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Stories of the Railroad   By: (1858-1916)

Stories of the Railroad by John A. Hill

First Page:

STORIES OF THE RAILROAD

JOHN A. HILL

[Illustration: " Quick as a flash the Kid had my arm. "

( page 73. )]

STORIES of the RAILROAD

by John A. Hill

[Illustration: Logo]

New York Doubleday & McClure Co. 1899

COPYRIGHT, 1898, 1899, BY S. S. MCCLURE CO.

COPYRIGHT, 1899, BY DOUBLEDAY & MCCLURE CO.

Contents

PAGE An Engineer's Christmas Story 7

The Clean Man and the Dirty Angels 27

Jim Wainwright's Kid 45

A Peg legged Romance 75

My Lady of the Eyes 97

Some Freaks of Fate 151

Mormon Joe, the Robber 191

A Midsummer Night's Trip 227

The Polar Zone 253

List of Illustrations

"Quick as a flash the Kid had my arm." Frontispiece

TO FACE "I noticed his long, slim hand on the top of the reverse lever" 22

"It was a strange courting ... there on that engine" 70

"We carried him into the depot" 100

"'Mexican,' said I" 236

"What seemed to be a giant iceberg...." 282

"A white city ... was visible for an instant" 292

STORIES OF THE RAILROAD

[Illustration: FACSIMILE OF A COMPLETED ORDER AS ENTERED IN THE DESPATCHER'S ORDER BOOK]

AN ENGINEER'S CHRISTMAS STORY

In the summer, fall, and early winter of 1863, I was tossing chips into an old Hinkley insider up in New England, for an engineer by the name of James Dillon. Dillon was considered as good a man as there was on the road: careful, yet fearless, kindhearted, yet impulsive, a man whose friends would fight for him and whose enemies hated him right royally.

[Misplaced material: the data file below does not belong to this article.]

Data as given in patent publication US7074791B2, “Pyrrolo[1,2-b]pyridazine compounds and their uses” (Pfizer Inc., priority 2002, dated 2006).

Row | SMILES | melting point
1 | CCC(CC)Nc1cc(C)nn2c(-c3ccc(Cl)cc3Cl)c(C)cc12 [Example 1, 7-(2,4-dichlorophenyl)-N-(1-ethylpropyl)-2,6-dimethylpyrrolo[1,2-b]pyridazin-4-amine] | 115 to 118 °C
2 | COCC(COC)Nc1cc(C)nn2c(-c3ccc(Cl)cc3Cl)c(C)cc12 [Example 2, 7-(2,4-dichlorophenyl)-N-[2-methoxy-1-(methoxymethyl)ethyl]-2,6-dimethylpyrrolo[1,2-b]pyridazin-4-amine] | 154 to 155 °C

Dillon took a great notion to me, and I loved him as a father; the fact of the matter is, he was more of a father to me than I had at home, for my father refused to be comforted when I took to railroading, and I could not see him more than two or three times a year at the most so when I wanted advice I went to Jim.

I was a young fellow then, and being without a home at either end of the run, was likely to drop into pitfalls. Dillon saw this long before I did. Before I had been with him three months, he told me one day, coming in, that it was against his principles to teach locomotive running to a young man who was likely to turn out a drunkard or gambler and disgrace the profession, and he added that I had better pack up my duds and come up to his house and let "mother" take care of me and I went.

I was not a guest there: I paid my room rent and board just as I should have done anywhere else, but I had all the comforts of a home, and enjoyed a thousand advantages that money could not buy. I told Mrs. Dillon all my troubles, and found kindly sympathy and advice; she encouraged me in all my ambitions, mended my shirts, and went with me when I bought my clothes. Inside of a month, I felt like one of the family, called Mrs. Dillon "mother," and blessed my lucky stars that I had found them.

Dillon had run a good many years, and was heartily tired of it, and he seldom passed a nice farm that he did not call my attention to it, saying: "Jack, now there's comfort; you just wait a couple of years I've got my eye on the slickest little place, just on the edge of M , that I am saving up my pile to buy. I'll give you the 'Roger William' one of these days, Jack, say good evening to grief, and me and mother will take comfort. Think of sleeping till eight o'clock, and no poor steamers, Jack, no poor steamers!" And he would reach over, and give my head a gentle duck as I tried to pitch a curve to a front corner with a knot: those Hinkleys were powerful on cold water.

In Dillon's household there was a "system" of financial management... Continue reading book >>




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